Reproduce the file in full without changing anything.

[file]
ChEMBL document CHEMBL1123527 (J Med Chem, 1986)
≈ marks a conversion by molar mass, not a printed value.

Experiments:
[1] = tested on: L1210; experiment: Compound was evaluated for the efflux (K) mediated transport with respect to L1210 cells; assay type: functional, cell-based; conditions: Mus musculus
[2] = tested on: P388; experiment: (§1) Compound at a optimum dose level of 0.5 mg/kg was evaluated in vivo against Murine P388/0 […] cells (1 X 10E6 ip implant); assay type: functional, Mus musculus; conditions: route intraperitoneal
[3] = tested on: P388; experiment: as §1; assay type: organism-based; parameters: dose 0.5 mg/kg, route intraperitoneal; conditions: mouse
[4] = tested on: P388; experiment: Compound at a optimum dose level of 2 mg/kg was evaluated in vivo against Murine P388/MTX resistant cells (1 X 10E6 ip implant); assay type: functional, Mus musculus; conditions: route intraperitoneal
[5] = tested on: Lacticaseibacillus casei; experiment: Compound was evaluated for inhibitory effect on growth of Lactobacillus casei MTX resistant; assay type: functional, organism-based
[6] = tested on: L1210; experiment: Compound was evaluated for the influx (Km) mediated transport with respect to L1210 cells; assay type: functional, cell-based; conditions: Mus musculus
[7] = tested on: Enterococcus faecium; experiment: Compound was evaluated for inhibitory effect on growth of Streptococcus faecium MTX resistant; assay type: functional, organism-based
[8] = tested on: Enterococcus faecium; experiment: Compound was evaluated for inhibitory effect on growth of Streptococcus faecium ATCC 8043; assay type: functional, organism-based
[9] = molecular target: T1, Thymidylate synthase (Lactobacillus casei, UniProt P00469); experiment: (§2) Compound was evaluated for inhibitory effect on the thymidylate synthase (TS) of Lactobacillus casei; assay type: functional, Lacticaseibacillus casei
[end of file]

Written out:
ChEMBL document CHEMBL1123527 (J Med Chem, 1986)
≈ marks a conversion by molar mass, not a printed value.

Experiments:
[1] = tested on: L1210; experiment: Compound was evaluated for the efflux (K) mediated transport with respect to L1210 cells; assay type: functional, cell-based; conditions: Mus musculus
[2] = tested on: P388; experiment: (§1) Compound at a optimum dose level of 0.5 mg/kg was evaluated in vivo against Murine P388/0 […] cells (1 X 10E6 ip implant); assay type: functional, Mus musculus; conditions: route intraperitoneal
[3] = tested on: P388; experiment: as §1; assay type: organism-based; parameters: dose 0.5 mg/kg, route intraperitoneal; conditions: mouse
[4] = tested on: P388; experiment: Compound at a optimum dose level of 2 mg/kg was evaluated in vivo against Murine P388/MTX resistant cells (1 X 10E6 ip implant); assay type: functional, Mus musculus; conditions: route intraperitoneal
[5] = tested on: Lacticaseibacillus casei; experiment: Compound was evaluated for inhibitory effect on growth of Lactobacillus casei MTX resistant; assay type: functional, organism-based
[6] = tested on: L1210; experiment: Compound was evaluated for the influx (Km) mediated transport with respect to L1210 cells; assay type: functional, cell-based; conditions: Mus musculus
[7] = tested on: Enterococcus faecium; experiment: Compound was evaluated for inhibitory effect on growth of Streptococcus faecium MTX resistant; assay type: functional, organism-based
[8] = tested on: Enterococcus faecium; experiment: Compound was evaluated for inhibitory effect on growth of Streptococcus faecium ATCC 8043; assay type: functional, organism-based
[9] = molecular target: T1, Thymidylate synthase (Lactobacillus casei, UniProt P00469); experiment: (§2) Compound was evaluated for inhibitory effect on the thymidylate synthase (TS) of Lactobacillus casei; assay type: functional, Lacticaseibacillus casei